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OSU football: Second-half adjustments have benefited Cowboys

Oklahoma State has owned the second halves of games this season, outscoring teams 161-82 over the final two quarters, when they've regularly confirmed control.
by John Helsley Published: November 14, 2013

Interestingly, the description of what's taking place presents a split locker room, although not in a bad way. The personalities, however, take over, with the defense half-crazed while the offense operates on calm and cool.

“Defensively, they play a lot more amped up than we do,” Webb said. “They play downhill, down to the ball. We've just got to relax and see everything.

“That's the way it is in the locker room, too.”

Said linebacker Caleb Lavey: “I know as the defense, we're ready to go. In our opinion, the halftime is too long. Give us the corrections and we're ready to go back out there.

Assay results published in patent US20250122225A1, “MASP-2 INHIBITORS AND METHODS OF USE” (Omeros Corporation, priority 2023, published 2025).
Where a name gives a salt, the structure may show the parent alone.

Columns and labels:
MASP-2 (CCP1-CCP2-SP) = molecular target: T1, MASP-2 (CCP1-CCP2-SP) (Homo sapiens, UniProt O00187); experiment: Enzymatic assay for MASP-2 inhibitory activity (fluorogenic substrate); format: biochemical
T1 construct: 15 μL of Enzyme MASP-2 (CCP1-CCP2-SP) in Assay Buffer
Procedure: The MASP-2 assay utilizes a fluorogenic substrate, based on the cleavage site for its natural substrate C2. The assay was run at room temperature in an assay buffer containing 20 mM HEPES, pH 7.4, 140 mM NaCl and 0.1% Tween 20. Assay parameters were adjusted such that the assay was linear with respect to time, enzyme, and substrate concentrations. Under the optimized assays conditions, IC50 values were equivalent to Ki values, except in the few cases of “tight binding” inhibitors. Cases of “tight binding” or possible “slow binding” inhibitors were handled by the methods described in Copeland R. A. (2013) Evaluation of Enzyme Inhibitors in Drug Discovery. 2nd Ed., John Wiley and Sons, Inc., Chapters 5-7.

“We're definitely antsy to get back out there.”

Adjustments aren't always simple.

Or even familiar.

“Sometimes they'll call plays that we haven't worked on, just draw a play up that we've never run before,” said senior wide receiver Tracy Moore. “You have to be able to go out and execute it and do your thing.

“Then there's changing signals, stuff like that. If you're not a disciplined team, you won't have much success getting that done.”

At Iowa State, the Cowboys led just 28-20 at the half, then seized control by scoring 23 straight points that led to a frolicking 58-27 rout.

At Texas Tech, OSU bolted to a 21-0 lead, then saw the Red Raiders seemingly grab back momentum by closing within 28-24 going to the locker room. But the Cowboys started the second half with two three-and-outs and an interception on defense, while the offense was driving to two touchdowns and a 42-24 bulge en route to a 52-34 romp.

Heading on the road again Saturday, into an important showdown with Texas, no matter what develops in the first half, the Cowboys figure to carry confidence out of the locker room. And a confidence with conviction.

“We really stress starting fast and setting the tempo,” said Lavey, “and taking the half before the other team can even get started.”